The final eclipse of 2014 will be a partial solar eclipse visible in late October across North America.

Total Lunar Eclipse 14 April 2014

A total lunar eclipse will occur on the next full Moon, April 14th. The eclipse will be visible across much of the western hemisphere, including the west coast of North America and across the Pacific. This is an excellent eclipse for observers here in Hawai’i, the entire eclipse will be visible from start to end.

Lunar Eclipse 28Aug2007
Total lunar eclipse, photo is a 8sec exposure with a Canon 20Da on a 90mm f/12 APO
Some references note that this eclipse will occur on the 15th, and so it will for much of the world. For Hawai’i this will occur late on the 14th when considering the time zone correction.

The Moon will be thoroughly submerged in the umbra, the darkest part of the Earth’s shadow, with an umbral magnitude of 1.29. The Moon will not pass directly through the umbra, but rather through the northern section, thus the north pole of the Moon will remain somewhat brighter, even at maximum.

Observing a total lunar eclipse requires no special equipment, simply the desire to look up. The most useful piece of equipment will be a reclining chair or some other method of staying comfortable while watching the sky. A pair of binoculars or small telescope can provide beautiful views of the Moon during an eclipse. Photography is somewhat more challenging, but not that difficult. Focal lengths of around 1000mm will fill the field of most DSLR cameras allowing photos like that shown here.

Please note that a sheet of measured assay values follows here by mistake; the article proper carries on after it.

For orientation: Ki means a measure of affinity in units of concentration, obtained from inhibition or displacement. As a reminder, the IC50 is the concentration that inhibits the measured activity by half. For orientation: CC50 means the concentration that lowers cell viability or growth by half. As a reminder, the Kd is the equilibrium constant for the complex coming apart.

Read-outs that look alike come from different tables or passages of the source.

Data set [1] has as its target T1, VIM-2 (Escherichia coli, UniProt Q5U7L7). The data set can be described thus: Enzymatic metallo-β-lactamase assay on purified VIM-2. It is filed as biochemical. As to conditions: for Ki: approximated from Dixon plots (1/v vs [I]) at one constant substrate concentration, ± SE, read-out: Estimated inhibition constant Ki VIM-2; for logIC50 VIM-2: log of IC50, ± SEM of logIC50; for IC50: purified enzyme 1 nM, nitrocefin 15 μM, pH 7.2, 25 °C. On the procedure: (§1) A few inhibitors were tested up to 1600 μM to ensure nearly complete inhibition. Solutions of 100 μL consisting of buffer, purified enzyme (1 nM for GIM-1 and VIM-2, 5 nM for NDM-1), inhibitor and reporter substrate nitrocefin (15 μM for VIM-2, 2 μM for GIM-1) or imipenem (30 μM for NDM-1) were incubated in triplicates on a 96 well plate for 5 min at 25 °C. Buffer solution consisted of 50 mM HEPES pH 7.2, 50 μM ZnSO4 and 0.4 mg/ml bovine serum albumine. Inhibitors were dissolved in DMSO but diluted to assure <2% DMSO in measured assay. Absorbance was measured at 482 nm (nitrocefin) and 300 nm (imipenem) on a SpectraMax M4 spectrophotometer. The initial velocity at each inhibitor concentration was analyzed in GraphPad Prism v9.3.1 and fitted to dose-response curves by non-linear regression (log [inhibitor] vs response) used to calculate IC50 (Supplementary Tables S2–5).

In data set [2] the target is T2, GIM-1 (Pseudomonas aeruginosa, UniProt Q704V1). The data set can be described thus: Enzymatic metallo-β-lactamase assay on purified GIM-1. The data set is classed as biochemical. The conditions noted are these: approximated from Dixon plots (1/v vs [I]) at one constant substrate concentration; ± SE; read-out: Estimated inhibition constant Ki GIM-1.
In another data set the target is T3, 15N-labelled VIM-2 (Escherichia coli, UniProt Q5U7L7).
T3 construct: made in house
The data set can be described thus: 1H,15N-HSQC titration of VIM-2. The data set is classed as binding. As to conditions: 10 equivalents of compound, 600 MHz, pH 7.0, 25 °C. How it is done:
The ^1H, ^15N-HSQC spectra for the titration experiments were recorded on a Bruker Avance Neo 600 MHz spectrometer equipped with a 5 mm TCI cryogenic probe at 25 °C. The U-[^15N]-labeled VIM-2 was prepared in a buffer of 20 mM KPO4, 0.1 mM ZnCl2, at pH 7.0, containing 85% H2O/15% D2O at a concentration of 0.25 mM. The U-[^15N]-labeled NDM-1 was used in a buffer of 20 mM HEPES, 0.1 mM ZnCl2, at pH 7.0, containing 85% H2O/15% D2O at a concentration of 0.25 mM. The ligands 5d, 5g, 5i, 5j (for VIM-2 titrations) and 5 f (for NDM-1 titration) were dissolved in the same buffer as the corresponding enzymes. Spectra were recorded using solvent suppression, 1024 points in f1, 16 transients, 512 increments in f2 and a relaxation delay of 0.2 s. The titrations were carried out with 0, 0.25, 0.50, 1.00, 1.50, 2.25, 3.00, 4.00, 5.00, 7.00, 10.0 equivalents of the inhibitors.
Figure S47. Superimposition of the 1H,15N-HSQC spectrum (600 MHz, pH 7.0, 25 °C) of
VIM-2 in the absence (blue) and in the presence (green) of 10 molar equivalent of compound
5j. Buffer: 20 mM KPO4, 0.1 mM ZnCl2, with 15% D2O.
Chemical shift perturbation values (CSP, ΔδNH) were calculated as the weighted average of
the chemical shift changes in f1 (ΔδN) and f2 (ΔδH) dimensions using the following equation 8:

Penumbral Eclipse Begins  18:53:37 HST   04:53:37 UT
Partial Eclipse Begins   19:58:19 HST   05:58:19 UT
Total Eclipse Begins   21:06:47 HST   07:06:47 UT
Greatest Eclipse   21:45:40 HST   07:45:40 UT
Total Eclipse Ends   22:24:35 HST   08:24:35 UT
Partial Eclipse Ends   23:33:04 HST   09:33:04 UT
Penumbral Eclipse Ends   00:37:37 HST   10:37:37 UT

Timing for the 14Apr2013 total lunar eclipse
In Hawai’i the eclipse will begin not long after moonrise. The entire eclipse will be visible during the evening hours, quite convenient for amateur and casual sky-watchers. This is an excellent eclipse to publicize and use for outreach purposes.

The next total lunar eclipse in October will also be visible across the Pacific region. It will occur somewhat later in the night and be slightly brighter, only 1.16 umbral magnitude. With two good lunar eclipses 2014 is a treat for sky watchers across the western hemisphere. An annular eclipse is visible later in April in Australia and the South Indian Ocean, a partial solar eclipse is visible in late October across North America.